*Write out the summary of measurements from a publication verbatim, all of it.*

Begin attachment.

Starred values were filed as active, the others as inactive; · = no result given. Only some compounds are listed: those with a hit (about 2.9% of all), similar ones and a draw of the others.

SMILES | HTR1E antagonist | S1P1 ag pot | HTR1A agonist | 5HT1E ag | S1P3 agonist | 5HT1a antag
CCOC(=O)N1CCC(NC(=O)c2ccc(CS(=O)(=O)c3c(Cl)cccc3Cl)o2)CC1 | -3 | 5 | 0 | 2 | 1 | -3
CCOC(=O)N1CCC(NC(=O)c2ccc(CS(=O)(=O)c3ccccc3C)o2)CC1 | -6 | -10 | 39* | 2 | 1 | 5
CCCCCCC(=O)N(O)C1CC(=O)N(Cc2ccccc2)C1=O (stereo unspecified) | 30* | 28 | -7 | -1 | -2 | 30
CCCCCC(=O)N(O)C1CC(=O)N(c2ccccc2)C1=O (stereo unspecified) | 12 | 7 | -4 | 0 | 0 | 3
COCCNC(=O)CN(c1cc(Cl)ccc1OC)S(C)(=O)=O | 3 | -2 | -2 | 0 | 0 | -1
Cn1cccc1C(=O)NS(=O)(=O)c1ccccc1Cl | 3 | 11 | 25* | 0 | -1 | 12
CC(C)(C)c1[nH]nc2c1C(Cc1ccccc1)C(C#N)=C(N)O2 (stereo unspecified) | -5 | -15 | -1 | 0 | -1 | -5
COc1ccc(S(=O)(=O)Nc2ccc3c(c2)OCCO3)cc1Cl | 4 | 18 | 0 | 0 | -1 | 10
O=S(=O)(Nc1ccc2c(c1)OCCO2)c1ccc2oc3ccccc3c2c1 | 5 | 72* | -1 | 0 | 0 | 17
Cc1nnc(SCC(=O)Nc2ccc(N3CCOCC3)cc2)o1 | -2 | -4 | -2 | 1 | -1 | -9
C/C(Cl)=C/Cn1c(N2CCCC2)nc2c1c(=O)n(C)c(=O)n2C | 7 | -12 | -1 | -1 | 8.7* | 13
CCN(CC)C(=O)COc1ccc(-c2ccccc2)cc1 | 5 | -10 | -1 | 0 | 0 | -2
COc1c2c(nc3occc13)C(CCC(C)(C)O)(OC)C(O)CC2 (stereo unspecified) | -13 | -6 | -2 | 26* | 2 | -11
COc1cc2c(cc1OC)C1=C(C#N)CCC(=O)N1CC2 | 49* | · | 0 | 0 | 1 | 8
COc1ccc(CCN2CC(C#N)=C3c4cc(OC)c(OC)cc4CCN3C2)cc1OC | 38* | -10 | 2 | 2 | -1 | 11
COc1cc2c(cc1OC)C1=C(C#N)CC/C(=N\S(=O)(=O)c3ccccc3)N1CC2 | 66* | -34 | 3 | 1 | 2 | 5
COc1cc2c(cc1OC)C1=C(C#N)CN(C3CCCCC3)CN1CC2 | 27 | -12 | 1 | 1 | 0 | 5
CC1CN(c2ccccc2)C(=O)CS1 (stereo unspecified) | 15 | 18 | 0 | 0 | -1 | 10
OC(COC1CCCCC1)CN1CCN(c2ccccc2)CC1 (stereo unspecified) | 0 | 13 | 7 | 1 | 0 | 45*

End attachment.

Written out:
Starred values were filed as active, the others as inactive; · = no result given. Only some compounds are listed: those with a hit (about 2.9% of all), similar ones and a draw of the others.

SMILES | HTR1E antagonist | S1P1 ag pot | HTR1A agonist | 5HT1E ag | S1P3 agonist | 5HT1a antag
CCOC(=O)N1CCC(NC(=O)c2ccc(CS(=O)(=O)c3c(Cl)cccc3Cl)o2)CC1 | -3 | 5 | 0 | 2 | 1 | -3
CCOC(=O)N1CCC(NC(=O)c2ccc(CS(=O)(=O)c3ccccc3C)o2)CC1 | -6 | -10 | 39* | 2 | 1 | 5
CCCCCCC(=O)N(O)C1CC(=O)N(Cc2ccccc2)C1=O (stereo unspecified) | 30* | 28 | -7 | -1 | -2 | 30
CCCCCC(=O)N(O)C1CC(=O)N(c2ccccc2)C1=O (stereo unspecified) | 12 | 7 | -4 | 0 | 0 | 3
COCCNC(=O)CN(c1cc(Cl)ccc1OC)S(C)(=O)=O | 3 | -2 | -2 | 0 | 0 | -1
Cn1cccc1C(=O)NS(=O)(=O)c1ccccc1Cl | 3 | 11 | 25* | 0 | -1 | 12
CC(C)(C)c1[nH]nc2c1C(Cc1ccccc1)C(C#N)=C(N)O2 (stereo unspecified) | -5 | -15 | -1 | 0 | -1 | -5
COc1ccc(S(=O)(=O)Nc2ccc3c(c2)OCCO3)cc1Cl | 4 | 18 | 0 | 0 | -1 | 10
O=S(=O)(Nc1ccc2c(c1)OCCO2)c1ccc2oc3ccccc3c2c1 | 5 | 72* | -1 | 0 | 0 | 17
Cc1nnc(SCC(=O)Nc2ccc(N3CCOCC3)cc2)o1 | -2 | -4 | -2 | 1 | -1 | -9
C/C(Cl)=C/Cn1c(N2CCCC2)nc2c1c(=O)n(C)c(=O)n2C | 7 | -12 | -1 | -1 | 8.7* | 13
CCN(CC)C(=O)COc1ccc(-c2ccccc2)cc1 | 5 | -10 | -1 | 0 | 0 | -2
COc1c2c(nc3occc13)C(CCC(C)(C)O)(OC)C(O)CC2 (stereo unspecified) | -13 | -6 | -2 | 26* | 2 | -11
COc1cc2c(cc1OC)C1=C(C#N)CCC(=O)N1CC2 | 49* | · | 0 | 0 | 1 | 8
COc1ccc(CCN2CC(C#N)=C3c4cc(OC)c(OC)cc4CCN3C2)cc1OC | 38* | -10 | 2 | 2 | -1 | 11
COc1cc2c(cc1OC)C1=C(C#N)CC/C(=N\S(=O)(=O)c3ccccc3)N1CC2 | 66* | -34 | 3 | 1 | 2 | 5
COc1cc2c(cc1OC)C1=C(C#N)CN(C3CCCCC3)CN1CC2 | 27 | -12 | 1 | 1 | 0 | 5
CC1CN(c2ccccc2)C(=O)CS1 (stereo unspecified) | 15 | 18 | 0 | 0 | -1 | 10
OC(COC1CCCCC1)CN1CCN(c2ccccc2)CC1 (stereo unspecified) | 0 | 13 | 7 | 1 | 0 | 45*